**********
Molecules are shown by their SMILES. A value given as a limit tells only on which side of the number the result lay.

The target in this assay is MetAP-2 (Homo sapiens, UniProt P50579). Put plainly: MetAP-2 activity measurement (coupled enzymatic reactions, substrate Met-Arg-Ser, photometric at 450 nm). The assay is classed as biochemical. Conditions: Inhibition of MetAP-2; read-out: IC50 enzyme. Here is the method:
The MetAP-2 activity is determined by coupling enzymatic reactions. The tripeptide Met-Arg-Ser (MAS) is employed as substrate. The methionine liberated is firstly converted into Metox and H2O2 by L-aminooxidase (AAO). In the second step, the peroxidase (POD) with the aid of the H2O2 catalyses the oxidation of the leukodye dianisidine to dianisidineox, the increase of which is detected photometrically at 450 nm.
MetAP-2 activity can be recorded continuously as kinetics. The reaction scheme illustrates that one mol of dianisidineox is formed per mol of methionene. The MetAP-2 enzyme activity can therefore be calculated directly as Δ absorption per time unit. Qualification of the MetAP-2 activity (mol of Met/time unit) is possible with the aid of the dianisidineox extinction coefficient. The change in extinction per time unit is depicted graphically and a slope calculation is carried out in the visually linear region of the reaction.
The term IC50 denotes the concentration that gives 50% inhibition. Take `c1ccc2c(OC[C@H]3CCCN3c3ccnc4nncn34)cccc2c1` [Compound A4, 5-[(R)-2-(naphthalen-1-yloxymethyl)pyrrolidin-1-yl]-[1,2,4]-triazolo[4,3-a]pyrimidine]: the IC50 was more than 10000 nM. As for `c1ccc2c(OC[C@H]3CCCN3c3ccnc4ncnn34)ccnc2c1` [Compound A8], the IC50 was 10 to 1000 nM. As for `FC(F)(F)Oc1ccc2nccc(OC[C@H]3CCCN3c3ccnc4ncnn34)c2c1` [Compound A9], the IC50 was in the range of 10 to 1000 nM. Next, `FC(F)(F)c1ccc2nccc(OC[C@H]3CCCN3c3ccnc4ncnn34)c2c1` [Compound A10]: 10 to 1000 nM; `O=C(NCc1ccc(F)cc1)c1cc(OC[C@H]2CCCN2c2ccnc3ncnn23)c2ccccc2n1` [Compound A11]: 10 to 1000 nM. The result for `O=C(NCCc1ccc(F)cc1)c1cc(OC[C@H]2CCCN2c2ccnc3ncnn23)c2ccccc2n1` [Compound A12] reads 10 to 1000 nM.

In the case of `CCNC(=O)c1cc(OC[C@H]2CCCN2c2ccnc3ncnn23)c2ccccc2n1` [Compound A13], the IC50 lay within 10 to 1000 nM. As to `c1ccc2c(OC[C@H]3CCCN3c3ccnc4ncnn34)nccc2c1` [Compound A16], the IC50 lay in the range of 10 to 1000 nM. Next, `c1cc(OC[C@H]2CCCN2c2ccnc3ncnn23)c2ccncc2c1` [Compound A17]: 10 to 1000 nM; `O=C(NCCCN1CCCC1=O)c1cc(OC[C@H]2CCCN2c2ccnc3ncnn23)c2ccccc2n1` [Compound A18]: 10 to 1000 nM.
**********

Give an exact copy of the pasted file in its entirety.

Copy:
Molecules are shown by their SMILES. A value given as a limit tells only on which side of the number the result lay.

The target in this assay is MetAP-2 (Homo sapiens, UniProt P50579). Put plainly: MetAP-2 activity measurement (coupled enzymatic reactions, substrate Met-Arg-Ser, photometric at 450 nm). The assay is classed as biochemical. Conditions: Inhibition of MetAP-2; read-out: IC50 enzyme. Here is the method:
The MetAP-2 activity is determined by coupling enzymatic reactions. The tripeptide Met-Arg-Ser (MAS) is employed as substrate. The methionine liberated is firstly converted into Metox and H2O2 by L-aminooxidase (AAO). In the second step, the peroxidase (POD) with the aid of the H2O2 catalyses the oxidation of the leukodye dianisidine to dianisidineox, the increase of which is detected photometrically at 450 nm.
MetAP-2 activity can be recorded continuously as kinetics. The reaction scheme illustrates that one mol of dianisidineox is formed per mol of methionene. The MetAP-2 enzyme activity can therefore be calculated directly as Δ absorption per time unit. Qualification of the MetAP-2 activity (mol of Met/time unit) is possible with the aid of the dianisidineox extinction coefficient. The change in extinction per time unit is depicted graphically and a slope calculation is carried out in the visually linear region of the reaction.
The term IC50 denotes the concentration that gives 50% inhibition. Take `c1ccc2c(OC[C@H]3CCCN3c3ccnc4nncn34)cccc2c1` [Compound A4, 5-[(R)-2-(naphthalen-1-yloxymethyl)pyrrolidin-1-yl]-[1,2,4]-triazolo[4,3-a]pyrimidine]: the IC50 was more than 10000 nM. As for `c1ccc2c(OC[C@H]3CCCN3c3ccnc4ncnn34)ccnc2c1` [Compound A8], the IC50 was 10 to 1000 nM. As for `FC(F)(F)Oc1ccc2nccc(OC[C@H]3CCCN3c3ccnc4ncnn34)c2c1` [Compound A9], the IC50 was in the range of 10 to 1000 nM. Next, `FC(F)(F)c1ccc2nccc(OC[C@H]3CCCN3c3ccnc4ncnn34)c2c1` [Compound A10]: 10 to 1000 nM; `O=C(NCc1ccc(F)cc1)c1cc(OC[C@H]2CCCN2c2ccnc3ncnn23)c2ccccc2n1` [Compound A11]: 10 to 1000 nM. The result for `O=C(NCCc1ccc(F)cc1)c1cc(OC[C@H]2CCCN2c2ccnc3ncnn23)c2ccccc2n1` [Compound A12] reads 10 to 1000 nM.

In the case of `CCNC(=O)c1cc(OC[C@H]2CCCN2c2ccnc3ncnn23)c2ccccc2n1` [Compound A13], the IC50 lay within 10 to 1000 nM. As to `c1ccc2c(OC[C@H]3CCCN3c3ccnc4ncnn34)nccc2c1` [Compound A16], the IC50 lay in the range of 10 to 1000 nM. Next, `c1cc(OC[C@H]2CCCN2c2ccnc3ncnn23)c2ccncc2c1` [Compound A17]: 10 to 1000 nM; `O=C(NCCCN1CCCC1=O)c1cc(OC[C@H]2CCCN2c2ccnc3ncnn23)c2ccccc2n1` [Compound A18]: 10 to 1000 nM.